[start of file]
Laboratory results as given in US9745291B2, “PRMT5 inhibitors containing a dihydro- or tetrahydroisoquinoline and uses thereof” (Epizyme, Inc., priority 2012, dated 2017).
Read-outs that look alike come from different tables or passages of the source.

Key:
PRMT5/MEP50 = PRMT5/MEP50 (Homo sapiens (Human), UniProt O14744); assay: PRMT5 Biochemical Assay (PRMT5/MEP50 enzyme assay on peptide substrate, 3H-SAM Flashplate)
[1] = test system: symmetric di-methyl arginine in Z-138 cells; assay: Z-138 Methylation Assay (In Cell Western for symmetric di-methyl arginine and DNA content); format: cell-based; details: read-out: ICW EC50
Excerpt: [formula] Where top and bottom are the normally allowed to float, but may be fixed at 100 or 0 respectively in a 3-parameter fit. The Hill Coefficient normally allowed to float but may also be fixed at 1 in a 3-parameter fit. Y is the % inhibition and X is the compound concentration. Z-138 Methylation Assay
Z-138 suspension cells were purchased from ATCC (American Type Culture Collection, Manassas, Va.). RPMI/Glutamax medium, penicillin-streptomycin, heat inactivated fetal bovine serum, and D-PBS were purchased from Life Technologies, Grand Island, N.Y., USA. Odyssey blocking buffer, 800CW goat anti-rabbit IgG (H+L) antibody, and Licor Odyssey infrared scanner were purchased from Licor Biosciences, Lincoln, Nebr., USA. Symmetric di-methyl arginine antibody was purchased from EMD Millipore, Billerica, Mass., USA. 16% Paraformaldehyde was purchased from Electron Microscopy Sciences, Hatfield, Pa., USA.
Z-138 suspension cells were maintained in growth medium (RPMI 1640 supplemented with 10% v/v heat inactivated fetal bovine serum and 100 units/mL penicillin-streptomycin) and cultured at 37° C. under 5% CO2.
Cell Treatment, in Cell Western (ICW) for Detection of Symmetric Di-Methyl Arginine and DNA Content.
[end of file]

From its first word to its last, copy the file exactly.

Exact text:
Laboratory results as given in US9745291B2, “PRMT5 inhibitors containing a dihydro- or tetrahydroisoquinoline and uses thereof” (Epizyme, Inc., priority 2012, dated 2017).
Read-outs that look alike come from different tables or passages of the source.

Key:
PRMT5/MEP50 = PRMT5/MEP50 (Homo sapiens (Human), UniProt O14744); assay: PRMT5 Biochemical Assay (PRMT5/MEP50 enzyme assay on peptide substrate, 3H-SAM Flashplate)
[1] = test system: symmetric di-methyl arginine in Z-138 cells; assay: Z-138 Methylation Assay (In Cell Western for symmetric di-methyl arginine and DNA content); format: cell-based; details: read-out: ICW EC50
Excerpt: [formula] Where top and bottom are the normally allowed to float, but may be fixed at 100 or 0 respectively in a 3-parameter fit. The Hill Coefficient normally allowed to float but may also be fixed at 1 in a 3-parameter fit. Y is the % inhibition and X is the compound concentration. Z-138 Methylation Assay
Z-138 suspension cells were purchased from ATCC (American Type Culture Collection, Manassas, Va.). RPMI/Glutamax medium, penicillin-streptomycin, heat inactivated fetal bovine serum, and D-PBS were purchased from Life Technologies, Grand Island, N.Y., USA. Odyssey blocking buffer, 800CW goat anti-rabbit IgG (H+L) antibody, and Licor Odyssey infrared scanner were purchased from Licor Biosciences, Lincoln, Nebr., USA. Symmetric di-methyl arginine antibody was purchased from EMD Millipore, Billerica, Mass., USA. 16% Paraformaldehyde was purchased from Electron Microscopy Sciences, Hatfield, Pa., USA.
Z-138 suspension cells were maintained in growth medium (RPMI 1640 supplemented with 10% v/v heat inactivated fetal bovine serum and 100 units/mL penicillin-streptomycin) and cultured at 37° C. under 5% CO2.
Cell Treatment, in Cell Western (ICW) for Detection of Symmetric Di-Methyl Arginine and DNA Content.